Monday, August 28, 2017

What Structure Are Academic Researchers Building?

This week before Labor Day, news about economics tends to be scarce, while academics and teachers are looking ahead to the next term. In that spirit, I'm going to spend the week passing along some thoughts about academia and hyper-specialization.

Individual research papers can be elegant, in their own way. But do they add up to a cohesive structure of knowledge? Are academic researchers even trying to accomplish this broader goal? Gerald F. Davis finds an elegant way to pose this question in an "Editorial Essay: What is Organizational Research For?" which appeared two years ago in the Administrative Science Quarterly (2015: 60:2, pp. 179-188):
San Jose, California is home to one of the most peculiar structures ever built: the Winchester Mystery House, a 160-room Victorian mansion that includes 40 bedrooms, two ballrooms, 47 fireplaces, gold and silver chandeliers, parquet floors, and other high-end appointments. It features a number of architectural details that serve no purpose: doorways that open onto walls, labyrinthine hallways that lead nowhere, and stairways that rise only to a ceiling. 
According to legend, Sarah Winchester, the extremely wealthy widow of the founder of the Winchester rifle company, was told by a spiritual medium that she would be haunted by the ghosts of the people killed by her husband’s rifles unless she built a house to appease the spirits. Construction began in 1884 and by some accounts continued around the clock until her death in 1922. There was no blueprint or master plan and no consideration of what it would mean to reach completion. The point was simply to keep building, hence the sprawling and incoherent result.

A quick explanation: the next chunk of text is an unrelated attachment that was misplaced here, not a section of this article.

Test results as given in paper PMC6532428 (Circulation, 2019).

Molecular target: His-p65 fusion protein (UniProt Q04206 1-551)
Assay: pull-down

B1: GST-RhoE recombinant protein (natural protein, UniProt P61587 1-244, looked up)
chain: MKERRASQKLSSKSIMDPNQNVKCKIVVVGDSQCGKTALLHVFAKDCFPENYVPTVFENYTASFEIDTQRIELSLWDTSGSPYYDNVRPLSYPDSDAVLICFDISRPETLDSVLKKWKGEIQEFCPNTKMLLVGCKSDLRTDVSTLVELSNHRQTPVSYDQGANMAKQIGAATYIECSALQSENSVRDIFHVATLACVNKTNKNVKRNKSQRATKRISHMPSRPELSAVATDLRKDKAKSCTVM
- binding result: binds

Is the Winchester Mystery House a good house? It’s certainly beautiful in its own way. Any given room might be well proportioned and full of appealing features. A stairway might be made of fine wood, nicely joined and varnished, and covered in a colorful carpet. Yet it ends in a ceiling and serves no useful purpose other than keeping its builders busy. In assessing whether a house is good, we have to ask, ‘‘Good for what? Good for whom?’’—the questions we would ask about other kinds of constructions. An airport is designed for a specific function, is built according to a blueprint, and is straightforward to evaluate, although evaluations might vary widely depending on people’s experience with the realized design. A cathedral has a plan that might take decades to realize, with adjustments along the way, guided by a shared vision for what its realization will be. But for the Winchester Mystery House, the act of building was an end in itself. It is a paradigmatic folly, according to one find on a Google search, ‘‘a costly ornamental building with no practical purpose.’’ 
The field of organization studies might be compared to a sprawling structure. There can be little doubt that a lot of activity goes into constructing the field: according to the Web of Knowledge, over 8,000 articles are published every year in the 170+ journals in the field of ‘‘Management,’’ adding more and more new rooms. The questions of good for what and good for whom are worth revisiting. There is reason to worry that the reward system in our field, particularly in the publication process, is misaligned with the goals of good science: we often reward novelty over truth. As a result, we may look more like a mystery house than a cathedral.
The general lesson here seems to me to apply to economics, and probably to a number of other fields as well, at least in the social sciences and humanities. As Davis goes on to note: "[S]cholars give different answers to the question ‘What is good for the advancement of our knowledge?’ versus ‘What is good for the advancement of a scholar’s career?' The misalignment between individual career incentives and the advancement of our science is the source of much mischief."